becomes available, the Working Party has taken a cautious approach to prophylaxis for

      non-dental procedures.

130   The risk of endocarditis associated with various procedures can be inferred by two,

      equally unsatisfactory, sources;

             a) the chance of a procedure causing a bacteraemia and thus seeding an “at risk”

             cardiac lesion and,

135          b) whether such a procedure has been anecdotally linked to cases of endocarditis.

      A pragmatic combination of these observational data forms the basis of our current

      recommendations. A risk of bacteraemia however does not necessarily equate to a risk of

      endocarditis and the significance of both magnitude and duration of bacteraemia are

140   unknown. For common or “high risk” procedures, the chance of bacteraemia, whether it

      has been associated with endocarditis and recommendations for prophylaxis are shown in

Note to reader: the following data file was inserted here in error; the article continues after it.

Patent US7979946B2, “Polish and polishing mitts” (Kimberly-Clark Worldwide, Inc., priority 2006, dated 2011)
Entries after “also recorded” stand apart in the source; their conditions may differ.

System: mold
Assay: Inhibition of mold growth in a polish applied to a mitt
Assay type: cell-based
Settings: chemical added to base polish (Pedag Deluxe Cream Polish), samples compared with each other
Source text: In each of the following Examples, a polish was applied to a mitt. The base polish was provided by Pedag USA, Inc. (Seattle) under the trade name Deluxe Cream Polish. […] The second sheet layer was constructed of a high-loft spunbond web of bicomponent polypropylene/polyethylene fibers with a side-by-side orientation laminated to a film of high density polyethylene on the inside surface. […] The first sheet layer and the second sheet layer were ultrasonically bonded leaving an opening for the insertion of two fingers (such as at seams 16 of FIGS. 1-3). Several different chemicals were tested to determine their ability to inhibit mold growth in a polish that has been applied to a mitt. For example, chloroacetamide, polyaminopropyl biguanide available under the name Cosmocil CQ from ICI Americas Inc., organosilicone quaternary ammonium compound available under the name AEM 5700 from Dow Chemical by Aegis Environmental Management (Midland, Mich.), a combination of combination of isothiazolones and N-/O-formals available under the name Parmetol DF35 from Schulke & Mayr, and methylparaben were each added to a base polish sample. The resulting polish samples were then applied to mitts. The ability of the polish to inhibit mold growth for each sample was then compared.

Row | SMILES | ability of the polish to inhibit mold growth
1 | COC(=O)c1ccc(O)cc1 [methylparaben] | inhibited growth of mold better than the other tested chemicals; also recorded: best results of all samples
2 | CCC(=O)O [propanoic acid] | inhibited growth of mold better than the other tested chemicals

Tables 2-5. Procedures involving non-infected skin incision but no mucosal breach, for

      example, cardiac catheterisation and cosmetic piercing of nipple or pinna, do not require

      prophylaxis if adequate skin disinfection is carried out prior to the procedure. Other

145   specific procedures have not been included where the evidence for risk of IE is limited,

      advice of a microbiologist should be sought and a risk assessment undertaken. It is

      currently recommended that all patients at risk of endocarditis, as described in Appendix

      1, should receive prophylaxis as outlined in these tables except where stated otherwise.